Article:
Difference between revisions of "Switch Turns On But Not Off"

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The following types of bulbs should NOT be used with a WS467 or WS12A Wall Switch Module:
 
The following types of bulbs should NOT be used with a WS467 or WS12A Wall Switch Module:
*Florescent bulbs
+
*Fluorescent bulbs
 
*Halogen Bulbs
 
*Halogen Bulbs
 
*Sodium Vapor Bulbs
 
*Sodium Vapor Bulbs

Revision as of 22:56, 18 May 2006

Questions

Why does my Wall Switch Module turn on but not off?

Standard wall switch modules are wired in series with the light bulb, meaning that the electrical signals have to pass through the filament of the bulb in order to complete the circuit. The reason you can get the wall switch module to turn on but not off is because the X10 signal has to pass through the lamp, and a hot lamp has a higher resistance than a cold lamp, therefore it takes a slightly stronger signal to turn a wall switch off than it takes to turn it on. If, however, you have a powerful enough signal, you would not notice the difference. Also, certain types of bulbs block the X10 signal.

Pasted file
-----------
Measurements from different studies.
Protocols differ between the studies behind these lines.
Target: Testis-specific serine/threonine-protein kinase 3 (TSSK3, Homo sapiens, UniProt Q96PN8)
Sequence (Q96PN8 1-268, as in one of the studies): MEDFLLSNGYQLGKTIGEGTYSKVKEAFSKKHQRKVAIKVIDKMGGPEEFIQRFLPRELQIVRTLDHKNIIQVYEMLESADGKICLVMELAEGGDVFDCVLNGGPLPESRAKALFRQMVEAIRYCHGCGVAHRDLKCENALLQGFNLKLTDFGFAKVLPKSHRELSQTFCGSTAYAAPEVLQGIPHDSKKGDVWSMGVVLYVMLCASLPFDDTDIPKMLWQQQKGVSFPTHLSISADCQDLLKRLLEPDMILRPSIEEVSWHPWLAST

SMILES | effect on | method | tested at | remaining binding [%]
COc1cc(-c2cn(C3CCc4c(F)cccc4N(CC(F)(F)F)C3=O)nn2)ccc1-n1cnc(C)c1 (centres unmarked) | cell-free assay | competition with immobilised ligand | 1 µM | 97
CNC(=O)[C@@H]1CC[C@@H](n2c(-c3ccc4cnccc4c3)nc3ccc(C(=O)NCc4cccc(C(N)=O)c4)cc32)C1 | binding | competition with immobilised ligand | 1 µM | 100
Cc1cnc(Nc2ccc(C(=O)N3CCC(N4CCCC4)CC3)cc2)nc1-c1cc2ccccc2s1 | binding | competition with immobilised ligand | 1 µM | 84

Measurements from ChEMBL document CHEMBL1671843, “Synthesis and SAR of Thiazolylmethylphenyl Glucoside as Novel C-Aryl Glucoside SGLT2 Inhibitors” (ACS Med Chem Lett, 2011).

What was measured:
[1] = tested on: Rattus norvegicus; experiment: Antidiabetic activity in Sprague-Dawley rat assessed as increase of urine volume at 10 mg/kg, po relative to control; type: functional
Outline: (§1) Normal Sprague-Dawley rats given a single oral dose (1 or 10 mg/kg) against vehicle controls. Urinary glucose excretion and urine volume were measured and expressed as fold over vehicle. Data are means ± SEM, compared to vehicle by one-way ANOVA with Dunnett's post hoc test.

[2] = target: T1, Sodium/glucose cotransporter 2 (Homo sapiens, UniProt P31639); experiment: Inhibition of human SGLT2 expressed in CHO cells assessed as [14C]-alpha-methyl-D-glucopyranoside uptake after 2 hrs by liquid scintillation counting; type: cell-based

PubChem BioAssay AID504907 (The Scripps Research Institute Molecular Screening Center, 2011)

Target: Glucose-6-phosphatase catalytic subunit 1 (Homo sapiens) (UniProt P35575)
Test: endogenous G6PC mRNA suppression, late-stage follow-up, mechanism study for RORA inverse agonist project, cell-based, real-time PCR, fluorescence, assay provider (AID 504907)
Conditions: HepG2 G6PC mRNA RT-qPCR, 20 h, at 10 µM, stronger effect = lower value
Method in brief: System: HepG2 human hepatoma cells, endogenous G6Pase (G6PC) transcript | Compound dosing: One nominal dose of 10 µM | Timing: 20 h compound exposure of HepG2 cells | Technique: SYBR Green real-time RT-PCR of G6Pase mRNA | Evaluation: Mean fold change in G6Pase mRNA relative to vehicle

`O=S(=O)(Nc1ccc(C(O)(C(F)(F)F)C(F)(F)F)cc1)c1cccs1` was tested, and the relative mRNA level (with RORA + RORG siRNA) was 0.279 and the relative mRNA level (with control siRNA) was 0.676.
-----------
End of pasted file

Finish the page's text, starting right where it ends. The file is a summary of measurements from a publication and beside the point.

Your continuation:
The following types of bulbs should NOT be used with a WS467 or WS12A Wall Switch Module:

  • Fluorescent bulbs
  • Halogen Bulbs
  • Sodium Vapor Bulbs
  • Any kind of energy saver bulb (i.e. Sylvania Capsellite, GE Miser, etc.)
  • Any kind of low voltage bulb

To control fluorescent fixtures, we recommend the use of X10 Non-dimming Decorator Wall Switch (WS13A) or X10 Pro Non-dimming Wall Switch (XPS3).

Note that these versions require a neutral connection and are therefore recommended for installation only by a qualified electrician.

Why does my Non-dimming Wall Switch Module turn on but not off?

Although the XPS3 and the WS13A can safely be used to control any type of load, if the load produces too much powerline noise, it can prevent the wall switch from hearing the command to turn off. This problem is commonly seen when controlling certain brands of Compact Fluorescent Lights (CFLs).

The easiest solution is to change the load so it does not produce as much powerline noise (switching brand of CFL for example). If that is not possible, or does not solve the problem, you will need to install a noise blocker (such as the X10 Pro 20A 3-wire Noise Filter (XPF) or a Leviton 5 amp noise block (6287)) between the wall switch and the load. Be sure to choose one that is rated higher than the maximum current draw of the load. The filter will also filter out X10 commands, so do not install it between the wall switch and the breaker panel.

Related Articles

Modules Work in Some Locations but not Others
Fluorescent Lights
Phase Coupling
Noise, Noise Filters and Automatic Gain Control

Key Topics: neutral, ground, incandescent, wire, load, ballast, noise

Relates to: WS467, WS4777, WS12A, WS13A